The death penalty has declined sharply in the United States over the past two decades. According to the Death Penalty Information Center’s 2022 year-end report, annual death sentences have fallen by over 80% over the past 25 years, and the 18 executions in 2022 represent an 82% drop from the 1999 peak of 98. 37 states have either abolished the death penalty or, as in Indiana, have not executed anyone for at least 10 years. A few weeks ago, Oregon’s governor commuted the death sentences of 17 convicted state inmates to life imprisonment without the possibility of parole. Two irreversible flaws in the death penalty—its arbitrary use and the risk of executing innocent people—are undoubtedly driving this decline.
The Death Penalty Information Center explains that the arbitrary use of the death penalty results in death sentences for some but not for others, without justifying the inequality. Issues that shouldn’t be in play – especially race – can affect who gets a death sentence and who doesn’t. No legal standard, rule of procedure, or judicial oversight eliminates the arbitrariness of the death penalty. In the 1980 Supreme Court decision Godfrey v. Georgia, Judge Thurgood Marshall called the “de-arbitrariness” of the death penalty “proving” an incompetence for “our criminal justice system — and perhaps any criminal justice system.”
All criminal proceedings are subject to error. Alone, however, stand the errors of the death penalty; Wrongful executions – executions of the most innocent of the most ruthless – cannot be rectified. Arguments in favor of the death penalty often rationalize the unrecognizable risk of innocent executions as low. Low risk is an actuarial claim, not a principle or basis that makes it acceptable to execute someone who has not committed a felony. Over 185 convicted prisoners, at least 18 by DNA evidence exonerated since the 1970s, continue to face claims of low risk.
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Arbitrariness and the risk of the execution of innocent people make for flawed capital justice. In May 2022, the Supreme Court added another unscrupulous punishment to our nation’s death penalty. In Shinn v. Martinez Ramirez, the Supreme Court interpreted a federal statute to prohibit state prisoners from presenting evidence of invalid representation to federal appeals courts. The case involved two convicted Arizona prisoners whose attorneys failed to examine available evidence of innocence and intellectual disability during state trials. Federal appeals courts had affirmed and upheld these errors. However, the Supreme Court found that the Counter-Terrorism and Effective Death Penalty Act of 1996 barred federal courts from considering such evidence, and based its opinion in part on the state’s sovereignty in enforcing its laws. Prohibiting such evidence in deaths can cost the lives of defendants who are innocent or ineligible for the death penalty, or who warrant a lesser sentence. Imposing death sentences without considering all available evidence encourages uneven application of the death penalty. As with arbitrary trials, an unevenly applied statutory death penalty undermines the same protections.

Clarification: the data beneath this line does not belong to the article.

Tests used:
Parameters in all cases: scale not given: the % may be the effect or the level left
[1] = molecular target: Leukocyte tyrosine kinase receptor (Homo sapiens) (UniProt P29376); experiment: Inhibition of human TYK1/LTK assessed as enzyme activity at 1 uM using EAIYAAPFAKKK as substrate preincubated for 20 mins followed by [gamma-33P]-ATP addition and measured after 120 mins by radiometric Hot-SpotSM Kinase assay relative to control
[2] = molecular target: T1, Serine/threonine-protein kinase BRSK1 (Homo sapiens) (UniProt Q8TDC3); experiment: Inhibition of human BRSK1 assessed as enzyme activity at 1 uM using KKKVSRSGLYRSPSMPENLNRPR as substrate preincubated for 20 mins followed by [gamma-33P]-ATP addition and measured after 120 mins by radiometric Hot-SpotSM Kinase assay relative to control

Supporting arguments for the death penalty are not unfounded. Retaliation for taking someone’s life is a human reaction. But what argument nullifies or invalidates the arbitrary nature of the application, the risk of executing innocent people, and the law that blocks available evidence during federal appeals?
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Indiana has not executed anyone since 2009 and has not passed a death sentence since 2014. Eight remain on the state’s death row — one has been there for 29 years — and no execution dates are scheduled. However, this picture does not close the door on the state death penalty. In the September 2022 Indiana Capital Chronicle, Editor-in-Chief Niki Kelly identified five pending felony counts and argued that Indiana was at a “crossroads” with the death penalty.
Humanity has advocated death as a punishment for almost four millennia since the Code of Hammurabi – evidence that widely differing cultures have treated punishment as an advancing civilization. However, much of contemporary humanity across the country and around the world has abolished the death penalty as an unacceptable injustice. What’s next in Indiana?
Michael Quattrocchi, Ph.D., is a retired clinical psychologist who has overseen psychiatric services in a variety of settings, including state prisons, and has a particular interest in select areas of psychiatric law.